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Chronic absenteeism is a challenge, particularly after the pandemic--here are strategies to understand the root cause and address it.

Addressing the root causes of chronic K-12 absenteeism

Students who miss school also miss social interaction with their peers, access to regular meals, and special services such as speech therapy or counseling

Key points:

More children than ever are skipping school. The latest data shows that the number of public school students who miss at least 10 percent of their school days–whether excused or unexcused–has nearly doubled.

The White House Council of Economic Advisors found that chronic absenteeism significantly contributed to drops in the National Assessment of Educational Progress (NAEP) scores, accounting for 16 to 27 percent of NAEP score declines in math and 36–45 percent in reading.  

Lower test scores only illuminate some of the problems caused by chronic absenteeism. Students who miss school also miss important social interaction with their peers, access to regular meals and special services such as speech therapy or counseling. These students are also more likely to drop out of high school and less likely to pursue postsecondary education, further impacting their future and societal growth as a whole. Below are the key elements that have to be addressed before we can reduce chronic absenteeism with our students.

Why are students skipping school?

Before anything else happens, we must recognize that our students miss school for a variety of reasons, ranging from bullying, to a lack of established relationships and engaging curriculum, to feeling unsafe physically or emotionally. Other barriers such as housing insecurity, unreliable transportation, and health concerns also factor into chronic absenteeism.

We know that it’s not enough to take attendance and focus on the students chalking up consecutive absences; district leaders must invest in robust data systems to truly understand absenteeism risks and patterns.

The Education Trust recommends that districts:

  • Determine whether many students are missing a few days or if a small segment is responsible for excessive absences.
  • Disaggregate data to determine if specific demographic groups are experiencing higher levels of chronic absenteeism (for example, by race, ethnicity, gender, disability status, or free- or reduced-price lunch status.)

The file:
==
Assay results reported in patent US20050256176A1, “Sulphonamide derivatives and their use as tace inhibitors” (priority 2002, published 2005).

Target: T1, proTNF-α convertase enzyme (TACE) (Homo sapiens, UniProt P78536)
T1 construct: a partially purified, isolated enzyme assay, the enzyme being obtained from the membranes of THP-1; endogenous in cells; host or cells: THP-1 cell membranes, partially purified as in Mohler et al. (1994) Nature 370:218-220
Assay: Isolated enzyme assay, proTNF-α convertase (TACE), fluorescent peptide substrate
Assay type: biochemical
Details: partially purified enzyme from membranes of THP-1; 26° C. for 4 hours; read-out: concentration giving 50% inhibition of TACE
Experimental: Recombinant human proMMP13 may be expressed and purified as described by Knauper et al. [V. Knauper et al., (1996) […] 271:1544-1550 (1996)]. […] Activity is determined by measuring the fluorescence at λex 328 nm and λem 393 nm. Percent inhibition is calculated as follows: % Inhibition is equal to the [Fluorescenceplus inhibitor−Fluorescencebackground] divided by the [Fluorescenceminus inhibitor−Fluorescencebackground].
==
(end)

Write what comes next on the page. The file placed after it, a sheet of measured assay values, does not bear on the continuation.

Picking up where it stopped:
• Begin tracking chronic absence data early, no later than kindergarten.

Digging deeper into the data

We know that raw data from attendance monitoring systems only uncover part of the story, requiring schools and our teachers to proactively dig deeper. With limited time in the day and more priorities stacking up on educators’ plates, using universal screeners and other regular wellness assessments, can provide a bigger picture into the school climate and identify issues that trigger absences individually and schoolwide, then intervene before they occur.

According to the School Mental Health Collaborative, universal social, emotional and behavioral (SEB) screening tools are a foundational component of a comprehensive, multi-tiered system of school-based supports (MTSS). By using these tools, schools can uncover individual and system-wide reasons for chronic absenteeism by:

  • Engaging in Tier I universal prevention monitoring, such as school needs and readiness assessments, climate surveys, student assessments, and staff and caregiver training, all of which can help uncover reasons behind chronic absenteeism.
  • Investing in prevention activities and then using that data to direct resources toward targeted interventions that can reduce absenteeism.

Ensuring all students reach their full potential

Improving student attendance requires meeting the needs of the whole child. This includes supporting students’ social-emotional needs, mental health, and physical well-being–long before you see chronic absences. However, we must also create the policies and have tools available to support identified students and their challenges. This includes establishing a strong referral and intervention process for chronically absent students who will need Tier 2 services such as individual or group counseling, community-based referrals and progress monitoring.

Providing Tier 2 support when you’re already struggling with staffing shortages can feel daunting. By partnering with a full-service MTSS provider, educators can offer comprehensive solutions to chronically absent students. Providers that offer assessments, interventions and counseling across MTSS help you better identify and support at-risk students–ensuring they reach their full potential.

Chronic absenteeism will not dissolve over night; we must continue to support our students and educators with all of the tools and resources we have available to ensure they have the access, support and education every child deserves.

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